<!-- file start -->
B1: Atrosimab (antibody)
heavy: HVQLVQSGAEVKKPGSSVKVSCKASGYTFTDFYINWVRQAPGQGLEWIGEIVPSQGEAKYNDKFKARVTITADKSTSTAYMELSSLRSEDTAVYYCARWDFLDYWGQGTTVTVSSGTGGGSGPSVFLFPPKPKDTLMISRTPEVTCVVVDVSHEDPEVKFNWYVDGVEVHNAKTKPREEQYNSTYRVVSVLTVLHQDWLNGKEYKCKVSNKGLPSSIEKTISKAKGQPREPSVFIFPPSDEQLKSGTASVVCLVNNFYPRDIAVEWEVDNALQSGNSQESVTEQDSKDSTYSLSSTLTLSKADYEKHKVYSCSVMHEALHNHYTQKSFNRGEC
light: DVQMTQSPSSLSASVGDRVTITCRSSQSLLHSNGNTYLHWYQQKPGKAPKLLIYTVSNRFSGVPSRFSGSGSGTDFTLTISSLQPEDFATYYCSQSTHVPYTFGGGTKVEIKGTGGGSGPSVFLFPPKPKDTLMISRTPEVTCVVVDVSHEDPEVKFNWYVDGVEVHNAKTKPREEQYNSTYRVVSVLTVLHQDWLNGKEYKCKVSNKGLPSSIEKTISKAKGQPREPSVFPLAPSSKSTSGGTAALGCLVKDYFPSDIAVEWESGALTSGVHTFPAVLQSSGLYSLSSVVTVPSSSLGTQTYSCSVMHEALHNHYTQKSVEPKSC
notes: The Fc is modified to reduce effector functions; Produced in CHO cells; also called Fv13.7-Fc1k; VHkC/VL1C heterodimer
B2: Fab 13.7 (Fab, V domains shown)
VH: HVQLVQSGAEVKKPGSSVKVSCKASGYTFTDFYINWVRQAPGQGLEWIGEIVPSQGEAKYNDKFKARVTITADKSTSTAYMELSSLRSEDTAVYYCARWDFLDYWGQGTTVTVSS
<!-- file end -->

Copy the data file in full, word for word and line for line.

B1: Atrosimab (antibody)
heavy: HVQLVQSGAEVKKPGSSVKVSCKASGYTFTDFYINWVRQAPGQGLEWIGEIVPSQGEAKYNDKFKARVTITADKSTSTAYMELSSLRSEDTAVYYCARWDFLDYWGQGTTVTVSSGTGGGSGPSVFLFPPKPKDTLMISRTPEVTCVVVDVSHEDPEVKFNWYVDGVEVHNAKTKPREEQYNSTYRVVSVLTVLHQDWLNGKEYKCKVSNKGLPSSIEKTISKAKGQPREPSVFIFPPSDEQLKSGTASVVCLVNNFYPRDIAVEWEVDNALQSGNSQESVTEQDSKDSTYSLSSTLTLSKADYEKHKVYSCSVMHEALHNHYTQKSFNRGEC
light: DVQMTQSPSSLSASVGDRVTITCRSSQSLLHSNGNTYLHWYQQKPGKAPKLLIYTVSNRFSGVPSRFSGSGSGTDFTLTISSLQPEDFATYYCSQSTHVPYTFGGGTKVEIKGTGGGSGPSVFLFPPKPKDTLMISRTPEVTCVVVDVSHEDPEVKFNWYVDGVEVHNAKTKPREEQYNSTYRVVSVLTVLHQDWLNGKEYKCKVSNKGLPSSIEKTISKAKGQPREPSVFPLAPSSKSTSGGTAALGCLVKDYFPSDIAVEWESGALTSGVHTFPAVLQSSGLYSLSSVVTVPSSSLGTQTYSCSVMHEALHNHYTQKSVEPKSC
notes: The Fc is modified to reduce effector functions; Produced in CHO cells; also called Fv13.7-Fc1k; VHkC/VL1C heterodimer
B2: Fab 13.7 (Fab, V domains shown)
VH: HVQLVQSGAEVKKPGSSVKVSCKASGYTFTDFYINWVRQAPGQGLEWIGEIVPSQGEAKYNDKFKARVTITADKSTSTAYMELSSLRSEDTAVYYCARWDFLDYWGQGTTVTVSS